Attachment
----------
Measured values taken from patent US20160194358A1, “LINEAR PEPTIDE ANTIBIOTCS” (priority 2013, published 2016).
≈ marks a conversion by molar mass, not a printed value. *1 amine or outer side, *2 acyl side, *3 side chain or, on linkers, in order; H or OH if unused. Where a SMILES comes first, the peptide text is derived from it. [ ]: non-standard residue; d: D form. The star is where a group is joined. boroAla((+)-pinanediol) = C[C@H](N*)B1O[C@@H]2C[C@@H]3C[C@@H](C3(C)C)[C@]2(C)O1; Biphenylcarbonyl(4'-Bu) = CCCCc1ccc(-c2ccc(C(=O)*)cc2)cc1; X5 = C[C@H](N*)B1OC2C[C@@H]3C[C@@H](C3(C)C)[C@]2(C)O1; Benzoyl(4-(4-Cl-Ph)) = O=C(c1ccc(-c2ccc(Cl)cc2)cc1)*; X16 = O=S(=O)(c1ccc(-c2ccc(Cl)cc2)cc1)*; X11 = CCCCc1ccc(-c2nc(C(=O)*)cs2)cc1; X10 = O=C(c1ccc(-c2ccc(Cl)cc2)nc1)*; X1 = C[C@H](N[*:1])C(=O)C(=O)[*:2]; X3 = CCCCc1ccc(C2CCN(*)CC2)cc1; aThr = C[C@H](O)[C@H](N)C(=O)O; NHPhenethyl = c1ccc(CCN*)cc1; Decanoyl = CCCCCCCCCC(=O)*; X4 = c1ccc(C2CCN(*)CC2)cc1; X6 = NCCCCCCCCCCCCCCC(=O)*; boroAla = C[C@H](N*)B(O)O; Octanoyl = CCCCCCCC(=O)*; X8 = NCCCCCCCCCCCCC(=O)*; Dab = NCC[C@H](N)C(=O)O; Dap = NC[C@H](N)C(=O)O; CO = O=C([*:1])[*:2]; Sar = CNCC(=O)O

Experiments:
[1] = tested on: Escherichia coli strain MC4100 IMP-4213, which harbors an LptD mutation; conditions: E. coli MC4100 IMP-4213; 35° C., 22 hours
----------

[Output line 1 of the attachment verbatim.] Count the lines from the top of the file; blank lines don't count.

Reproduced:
Measured values taken from patent US20160194358A1, “LINEAR PEPTIDE ANTIBIOTCS” (priority 2013, published 2016).